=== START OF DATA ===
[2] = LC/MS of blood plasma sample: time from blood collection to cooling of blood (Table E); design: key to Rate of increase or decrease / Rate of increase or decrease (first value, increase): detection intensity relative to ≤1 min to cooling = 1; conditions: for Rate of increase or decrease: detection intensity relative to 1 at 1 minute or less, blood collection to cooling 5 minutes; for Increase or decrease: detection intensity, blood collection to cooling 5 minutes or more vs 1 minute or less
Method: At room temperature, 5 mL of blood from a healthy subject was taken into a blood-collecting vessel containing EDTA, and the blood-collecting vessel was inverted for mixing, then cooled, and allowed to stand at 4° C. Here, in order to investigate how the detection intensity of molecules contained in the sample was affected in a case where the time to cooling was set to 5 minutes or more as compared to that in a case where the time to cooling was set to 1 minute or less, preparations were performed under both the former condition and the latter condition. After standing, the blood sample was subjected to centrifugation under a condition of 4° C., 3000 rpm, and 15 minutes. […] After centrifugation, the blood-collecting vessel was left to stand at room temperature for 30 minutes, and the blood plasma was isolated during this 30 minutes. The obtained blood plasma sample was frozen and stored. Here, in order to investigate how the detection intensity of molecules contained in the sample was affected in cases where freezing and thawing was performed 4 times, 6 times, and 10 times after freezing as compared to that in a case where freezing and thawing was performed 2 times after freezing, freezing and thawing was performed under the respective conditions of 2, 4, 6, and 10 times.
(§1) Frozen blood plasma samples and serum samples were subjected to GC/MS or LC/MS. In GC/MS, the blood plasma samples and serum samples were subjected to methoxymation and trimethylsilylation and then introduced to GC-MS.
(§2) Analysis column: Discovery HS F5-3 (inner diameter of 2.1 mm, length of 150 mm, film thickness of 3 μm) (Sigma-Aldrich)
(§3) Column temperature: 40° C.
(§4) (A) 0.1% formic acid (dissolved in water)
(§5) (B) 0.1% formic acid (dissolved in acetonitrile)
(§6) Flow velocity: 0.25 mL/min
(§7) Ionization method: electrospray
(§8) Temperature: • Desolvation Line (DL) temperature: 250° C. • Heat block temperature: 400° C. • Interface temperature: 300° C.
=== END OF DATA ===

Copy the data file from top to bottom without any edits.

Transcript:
[2] = LC/MS of blood plasma sample: time from blood collection to cooling of blood (Table E); design: key to Rate of increase or decrease / Rate of increase or decrease (first value, increase): detection intensity relative to ≤1 min to cooling = 1; conditions: for Rate of increase or decrease: detection intensity relative to 1 at 1 minute or less, blood collection to cooling 5 minutes; for Increase or decrease: detection intensity, blood collection to cooling 5 minutes or more vs 1 minute or less
Method: At room temperature, 5 mL of blood from a healthy subject was taken into a blood-collecting vessel containing EDTA, and the blood-collecting vessel was inverted for mixing, then cooled, and allowed to stand at 4° C. Here, in order to investigate how the detection intensity of molecules contained in the sample was affected in a case where the time to cooling was set to 5 minutes or more as compared to that in a case where the time to cooling was set to 1 minute or less, preparations were performed under both the former condition and the latter condition. After standing, the blood sample was subjected to centrifugation under a condition of 4° C., 3000 rpm, and 15 minutes. […] After centrifugation, the blood-collecting vessel was left to stand at room temperature for 30 minutes, and the blood plasma was isolated during this 30 minutes. The obtained blood plasma sample was frozen and stored. Here, in order to investigate how the detection intensity of molecules contained in the sample was affected in cases where freezing and thawing was performed 4 times, 6 times, and 10 times after freezing as compared to that in a case where freezing and thawing was performed 2 times after freezing, freezing and thawing was performed under the respective conditions of 2, 4, 6, and 10 times.
(§1) Frozen blood plasma samples and serum samples were subjected to GC/MS or LC/MS. In GC/MS, the blood plasma samples and serum samples were subjected to methoxymation and trimethylsilylation and then introduced to GC-MS.
(§2) Analysis column: Discovery HS F5-3 (inner diameter of 2.1 mm, length of 150 mm, film thickness of 3 μm) (Sigma-Aldrich)
(§3) Column temperature: 40° C.
(§4) (A) 0.1% formic acid (dissolved in water)
(§5) (B) 0.1% formic acid (dissolved in acetonitrile)
(§6) Flow velocity: 0.25 mL/min
(§7) Ionization method: electrospray
(§8) Temperature: • Desolvation Line (DL) temperature: 250° C. • Heat block temperature: 400° C. • Interface temperature: 300° C.